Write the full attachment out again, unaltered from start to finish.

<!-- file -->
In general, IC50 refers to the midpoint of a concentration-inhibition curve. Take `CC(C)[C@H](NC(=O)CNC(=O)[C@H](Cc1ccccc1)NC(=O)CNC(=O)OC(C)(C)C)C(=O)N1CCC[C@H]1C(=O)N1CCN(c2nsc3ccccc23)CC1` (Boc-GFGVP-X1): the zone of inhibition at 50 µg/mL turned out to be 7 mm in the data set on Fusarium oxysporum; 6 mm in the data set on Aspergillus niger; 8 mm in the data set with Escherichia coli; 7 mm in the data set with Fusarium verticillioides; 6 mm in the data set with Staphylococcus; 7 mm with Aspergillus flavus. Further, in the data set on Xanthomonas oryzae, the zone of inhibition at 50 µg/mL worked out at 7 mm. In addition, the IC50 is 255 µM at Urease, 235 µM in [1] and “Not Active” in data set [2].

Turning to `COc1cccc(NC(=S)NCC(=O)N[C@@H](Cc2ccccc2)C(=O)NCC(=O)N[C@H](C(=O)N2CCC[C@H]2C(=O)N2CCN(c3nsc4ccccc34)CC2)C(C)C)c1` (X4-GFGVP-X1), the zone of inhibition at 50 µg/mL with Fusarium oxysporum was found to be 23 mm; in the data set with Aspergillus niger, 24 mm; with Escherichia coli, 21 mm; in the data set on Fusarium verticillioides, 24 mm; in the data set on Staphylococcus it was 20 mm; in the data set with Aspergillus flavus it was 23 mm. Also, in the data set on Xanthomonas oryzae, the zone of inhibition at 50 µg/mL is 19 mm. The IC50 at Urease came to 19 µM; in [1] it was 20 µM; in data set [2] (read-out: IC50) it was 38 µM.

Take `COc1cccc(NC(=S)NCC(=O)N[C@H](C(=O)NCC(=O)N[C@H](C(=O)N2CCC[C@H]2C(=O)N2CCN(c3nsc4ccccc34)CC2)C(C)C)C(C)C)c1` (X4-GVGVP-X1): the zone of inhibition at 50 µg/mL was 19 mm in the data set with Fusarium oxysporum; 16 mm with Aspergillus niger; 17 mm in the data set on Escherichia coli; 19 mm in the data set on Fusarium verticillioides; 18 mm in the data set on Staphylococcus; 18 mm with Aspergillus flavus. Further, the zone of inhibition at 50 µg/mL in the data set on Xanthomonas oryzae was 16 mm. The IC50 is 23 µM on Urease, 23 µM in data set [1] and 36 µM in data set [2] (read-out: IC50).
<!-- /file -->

In general, IC50 refers to the midpoint of a concentration-inhibition curve. Take `CC(C)[C@H](NC(=O)CNC(=O)[C@H](Cc1ccccc1)NC(=O)CNC(=O)OC(C)(C)C)C(=O)N1CCC[C@H]1C(=O)N1CCN(c2nsc3ccccc23)CC1` (Boc-GFGVP-X1): the zone of inhibition at 50 µg/mL turned out to be 7 mm in the data set on Fusarium oxysporum; 6 mm in the data set on Aspergillus niger; 8 mm in the data set with Escherichia coli; 7 mm in the data set with Fusarium verticillioides; 6 mm in the data set with Staphylococcus; 7 mm with Aspergillus flavus. Further, in the data set on Xanthomonas oryzae, the zone of inhibition at 50 µg/mL worked out at 7 mm. In addition, the IC50 is 255 µM at Urease, 235 µM in [1] and “Not Active” in data set [2].

Turning to `COc1cccc(NC(=S)NCC(=O)N[C@@H](Cc2ccccc2)C(=O)NCC(=O)N[C@H](C(=O)N2CCC[C@H]2C(=O)N2CCN(c3nsc4ccccc34)CC2)C(C)C)c1` (X4-GFGVP-X1), the zone of inhibition at 50 µg/mL with Fusarium oxysporum was found to be 23 mm; in the data set with Aspergillus niger, 24 mm; with Escherichia coli, 21 mm; in the data set on Fusarium verticillioides, 24 mm; in the data set on Staphylococcus it was 20 mm; in the data set with Aspergillus flavus it was 23 mm. Also, in the data set on Xanthomonas oryzae, the zone of inhibition at 50 µg/mL is 19 mm. The IC50 at Urease came to 19 µM; in [1] it was 20 µM; in data set [2] (read-out: IC50) it was 38 µM.

Take `COc1cccc(NC(=S)NCC(=O)N[C@H](C(=O)NCC(=O)N[C@H](C(=O)N2CCC[C@H]2C(=O)N2CCN(c3nsc4ccccc34)CC2)C(C)C)C(C)C)c1` (X4-GVGVP-X1): the zone of inhibition at 50 µg/mL was 19 mm in the data set with Fusarium oxysporum; 16 mm with Aspergillus niger; 17 mm in the data set on Escherichia coli; 19 mm in the data set on Fusarium verticillioides; 18 mm in the data set on Staphylococcus; 18 mm with Aspergillus flavus. Further, the zone of inhibition at 50 µg/mL in the data set on Xanthomonas oryzae was 16 mm. The IC50 is 23 µM on Urease, 23 µM in data set [1] and 36 µM in data set [2] (read-out: IC50).